Darwinism and the Divine: Evolutionary Thought and Natural Theology / Edition 1

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Overview

Darwinism and the Divine examines the implications of evolutionary thought for natural theology, from the time of publication of Darwin's On the Origin of Species to current debates on creationism and intelligent design.

  • Questions whether Darwin's theory of natural selection really shook our fundamental beliefs, or whether they served to transform and illuminate our views on the origins and meaning of life
  • Identifies the forms of natural theology that emerged in 19th-century England and how they were affected by Darwinism
  • The most detailed study yet of the intellectual background to William Paley's famous and influential approach to natural theology, set out in 1802
  • Brings together material from a variety of disciplines, including the history of ideas, historical and systematic theology, evolutionary biology, anthropology, sociology, and the cognitive science of religion
  • Considers how Christian belief has adapted to Darwinism, and asks whether there is a place for design both in the world of science and the world of theology
  • A thought-provoking exploration of 21st-century views on evolutionary thought and natural theology, written by the world-renowned theologian and bestselling author
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Editorial Reviews

From the Publisher
“The writing in Darwinism and the Divine is clear, elegant, and well informed throughout, is distinguished by a balanced and nonpolemical style, and is a pleasure to read. Every chapter in this rich volume includes extensive endnotes guiding the reader to further study." (Journal of the American Academy of Religion, 16 January 2014)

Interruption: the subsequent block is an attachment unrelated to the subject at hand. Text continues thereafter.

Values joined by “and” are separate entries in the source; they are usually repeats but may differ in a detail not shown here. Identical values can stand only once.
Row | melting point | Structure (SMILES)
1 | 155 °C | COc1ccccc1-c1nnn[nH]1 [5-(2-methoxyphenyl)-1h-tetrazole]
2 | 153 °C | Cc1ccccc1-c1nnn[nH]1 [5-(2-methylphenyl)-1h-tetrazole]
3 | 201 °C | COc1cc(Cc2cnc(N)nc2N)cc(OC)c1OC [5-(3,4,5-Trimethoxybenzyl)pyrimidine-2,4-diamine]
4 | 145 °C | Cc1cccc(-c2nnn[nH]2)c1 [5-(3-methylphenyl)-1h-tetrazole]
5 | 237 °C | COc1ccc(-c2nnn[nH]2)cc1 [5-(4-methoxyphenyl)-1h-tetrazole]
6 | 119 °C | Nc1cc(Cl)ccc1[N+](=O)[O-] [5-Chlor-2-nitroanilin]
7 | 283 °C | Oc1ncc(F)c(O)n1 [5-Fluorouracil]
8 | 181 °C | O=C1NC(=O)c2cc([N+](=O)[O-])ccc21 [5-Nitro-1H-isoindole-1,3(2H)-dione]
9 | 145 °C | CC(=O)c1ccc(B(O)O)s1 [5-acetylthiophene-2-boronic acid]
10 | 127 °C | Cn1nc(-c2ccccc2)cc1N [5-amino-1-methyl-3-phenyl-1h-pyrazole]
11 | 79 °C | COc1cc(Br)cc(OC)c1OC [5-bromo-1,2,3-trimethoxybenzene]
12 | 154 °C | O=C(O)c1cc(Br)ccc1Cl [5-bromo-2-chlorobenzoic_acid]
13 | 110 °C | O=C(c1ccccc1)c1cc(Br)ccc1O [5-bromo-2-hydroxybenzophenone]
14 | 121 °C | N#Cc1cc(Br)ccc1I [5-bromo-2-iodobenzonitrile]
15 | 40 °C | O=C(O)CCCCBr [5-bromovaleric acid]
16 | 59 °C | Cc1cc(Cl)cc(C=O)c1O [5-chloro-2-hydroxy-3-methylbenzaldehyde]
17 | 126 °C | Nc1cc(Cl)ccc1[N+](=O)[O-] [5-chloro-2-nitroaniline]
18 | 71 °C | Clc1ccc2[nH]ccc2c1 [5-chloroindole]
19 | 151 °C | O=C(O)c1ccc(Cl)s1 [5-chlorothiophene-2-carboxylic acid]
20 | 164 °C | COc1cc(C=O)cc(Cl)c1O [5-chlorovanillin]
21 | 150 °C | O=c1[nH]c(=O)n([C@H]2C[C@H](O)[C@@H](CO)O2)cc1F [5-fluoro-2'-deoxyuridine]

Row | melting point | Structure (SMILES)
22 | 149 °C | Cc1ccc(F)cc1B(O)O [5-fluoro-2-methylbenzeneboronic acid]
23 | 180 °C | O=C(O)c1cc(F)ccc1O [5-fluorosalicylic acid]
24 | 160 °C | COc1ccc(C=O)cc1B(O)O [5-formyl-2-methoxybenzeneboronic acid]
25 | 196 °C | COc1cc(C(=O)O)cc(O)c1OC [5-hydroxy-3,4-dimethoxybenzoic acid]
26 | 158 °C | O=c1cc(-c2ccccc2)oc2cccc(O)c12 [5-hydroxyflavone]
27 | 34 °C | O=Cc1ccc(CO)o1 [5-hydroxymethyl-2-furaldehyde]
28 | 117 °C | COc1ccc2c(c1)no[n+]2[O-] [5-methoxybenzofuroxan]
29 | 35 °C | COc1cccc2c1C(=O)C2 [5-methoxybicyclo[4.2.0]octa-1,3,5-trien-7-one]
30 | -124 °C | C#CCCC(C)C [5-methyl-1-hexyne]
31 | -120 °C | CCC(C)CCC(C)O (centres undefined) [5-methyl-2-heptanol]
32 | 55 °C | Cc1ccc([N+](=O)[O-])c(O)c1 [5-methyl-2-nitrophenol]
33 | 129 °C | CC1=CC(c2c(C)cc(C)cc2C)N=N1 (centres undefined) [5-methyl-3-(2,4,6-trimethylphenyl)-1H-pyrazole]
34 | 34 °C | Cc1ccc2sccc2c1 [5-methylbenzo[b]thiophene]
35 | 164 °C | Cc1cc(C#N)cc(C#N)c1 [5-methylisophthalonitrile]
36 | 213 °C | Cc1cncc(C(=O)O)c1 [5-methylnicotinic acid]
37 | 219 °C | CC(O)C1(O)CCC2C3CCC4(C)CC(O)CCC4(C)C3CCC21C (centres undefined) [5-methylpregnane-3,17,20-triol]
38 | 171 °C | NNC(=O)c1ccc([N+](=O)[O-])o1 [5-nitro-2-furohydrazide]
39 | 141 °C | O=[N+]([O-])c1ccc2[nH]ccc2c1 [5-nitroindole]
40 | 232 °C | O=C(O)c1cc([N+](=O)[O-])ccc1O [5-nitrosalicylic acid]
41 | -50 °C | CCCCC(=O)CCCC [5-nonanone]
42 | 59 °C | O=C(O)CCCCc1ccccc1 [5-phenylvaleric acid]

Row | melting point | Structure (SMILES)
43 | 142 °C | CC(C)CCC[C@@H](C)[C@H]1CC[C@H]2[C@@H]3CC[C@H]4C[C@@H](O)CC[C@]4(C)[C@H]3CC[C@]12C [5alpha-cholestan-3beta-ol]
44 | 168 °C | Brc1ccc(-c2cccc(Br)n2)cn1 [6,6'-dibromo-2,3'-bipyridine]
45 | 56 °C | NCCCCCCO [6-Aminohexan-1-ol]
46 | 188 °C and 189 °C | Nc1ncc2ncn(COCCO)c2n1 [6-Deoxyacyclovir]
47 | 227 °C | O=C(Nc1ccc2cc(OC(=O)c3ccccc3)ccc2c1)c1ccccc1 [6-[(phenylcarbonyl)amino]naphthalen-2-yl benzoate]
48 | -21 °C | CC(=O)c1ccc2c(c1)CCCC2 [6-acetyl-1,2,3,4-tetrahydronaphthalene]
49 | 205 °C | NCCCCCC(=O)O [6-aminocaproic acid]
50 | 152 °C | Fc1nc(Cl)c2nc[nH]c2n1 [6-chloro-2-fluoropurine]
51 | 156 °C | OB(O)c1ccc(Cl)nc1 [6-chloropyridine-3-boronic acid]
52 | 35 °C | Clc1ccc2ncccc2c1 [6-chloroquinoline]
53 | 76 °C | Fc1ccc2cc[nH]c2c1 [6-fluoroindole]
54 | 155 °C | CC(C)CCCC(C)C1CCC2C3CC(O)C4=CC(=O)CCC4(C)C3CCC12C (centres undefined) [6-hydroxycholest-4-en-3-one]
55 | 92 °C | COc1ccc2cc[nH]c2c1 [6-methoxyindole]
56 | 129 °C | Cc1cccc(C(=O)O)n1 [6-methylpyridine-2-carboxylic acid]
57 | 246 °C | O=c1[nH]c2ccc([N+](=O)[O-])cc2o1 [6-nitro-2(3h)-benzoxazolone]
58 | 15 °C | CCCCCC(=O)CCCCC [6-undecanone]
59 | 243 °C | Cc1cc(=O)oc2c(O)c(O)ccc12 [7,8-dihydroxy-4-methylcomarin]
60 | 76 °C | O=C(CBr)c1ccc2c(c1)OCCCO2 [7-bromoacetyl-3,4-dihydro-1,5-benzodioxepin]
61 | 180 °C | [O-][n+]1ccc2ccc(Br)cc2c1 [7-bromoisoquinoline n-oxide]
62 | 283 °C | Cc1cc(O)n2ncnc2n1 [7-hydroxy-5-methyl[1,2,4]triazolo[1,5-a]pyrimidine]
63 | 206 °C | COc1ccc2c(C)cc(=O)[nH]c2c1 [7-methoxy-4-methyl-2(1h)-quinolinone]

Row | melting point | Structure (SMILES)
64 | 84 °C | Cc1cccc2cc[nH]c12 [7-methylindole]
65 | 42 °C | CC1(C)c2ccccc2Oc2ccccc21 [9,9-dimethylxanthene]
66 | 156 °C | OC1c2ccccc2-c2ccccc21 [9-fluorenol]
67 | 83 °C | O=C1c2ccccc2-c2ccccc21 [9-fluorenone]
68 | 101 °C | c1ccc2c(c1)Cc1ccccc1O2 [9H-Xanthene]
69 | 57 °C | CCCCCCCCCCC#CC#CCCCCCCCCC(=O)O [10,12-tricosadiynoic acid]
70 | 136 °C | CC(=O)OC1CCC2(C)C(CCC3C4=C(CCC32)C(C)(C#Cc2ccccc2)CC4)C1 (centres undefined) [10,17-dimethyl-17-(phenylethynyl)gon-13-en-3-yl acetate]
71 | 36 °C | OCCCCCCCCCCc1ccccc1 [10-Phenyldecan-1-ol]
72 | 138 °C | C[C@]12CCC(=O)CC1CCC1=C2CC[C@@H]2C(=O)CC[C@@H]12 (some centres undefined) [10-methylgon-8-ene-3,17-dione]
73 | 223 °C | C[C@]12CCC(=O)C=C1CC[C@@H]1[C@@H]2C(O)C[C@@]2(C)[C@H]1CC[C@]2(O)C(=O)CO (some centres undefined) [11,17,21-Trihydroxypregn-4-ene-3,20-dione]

“These criticisms notwithstanding, McGrath’s Darwinism and the Divineis a well-written, lucid work that will occupy a prominent place as an apologetic for Christian theism in its dialogue with the larger scientific community.” (International Journal of Public Theology, 1 May 2013)

“Furthermore, this work is a rare pleasure to read for its clarity and remarkable level of scholarship across multiple disciplines. Consequently, I have no hesitation in recommending this book to anyone interested in how the debates over Darwinism relate to the ongoing and evolving goals and methods of natural theology.” (The Way, 1 October 2012)

“These features, together with the author’s accessible writing style, mean that this book can not only be read cover-to-cover in a straightforward and engaging way, but can also be used as a text book to enable more detailed study of the various aspects of this important and relevant subject.” (Evangelical Quarterly, 4 October 2012)

“Whether these arguments are effective is a matter for more philosophic minds, but if this book brings new ideas into a science–religion conversation that often consists of repetition of the same essential themes, then all scholars of science–religion are beneficiaries.” (Journal of the History of Biology, 2011)

"But I think that the chief merit of both of these books lies in their parallel analyses of natural theology, specifically the significance of scientific knowledge for resolving theological issues." (The Quarterly Review of Biology, 1 December 2011)

"McGrath (King's College London) offers an excellent examination of Darwin's theory of evolution vs. Creationism/intelligent design within the context of natural theology. . . The writing is clear and readable with a wealth of documentation. Recommended. Upper-level undergraduates and above; interested general readers." (Choice, 1 October 2011)

"While readers familiar with the subject will find few new ideas in these sections, the material is presented in McGrath's usual readable style and so will be helpful in providing an introduction to the reader new to the subject and in providing a helpfully focused summary for the person who has already begun to explore these ideas. " (Methodist Recorder, 22 September 2011)

"But if one had to choose between them, I would recommend the book under review. It presents a synthesis of much of his thinking, supported by richly informative documentation that, in range and volume, is little short of astonishing." (Science & Education, 2011)

"The prolific theologian argues that Darwin's own faith and worldview allowed for complexities and intricacies in the intersection of faith and science." (Publishers Weekly, 8 March 2011)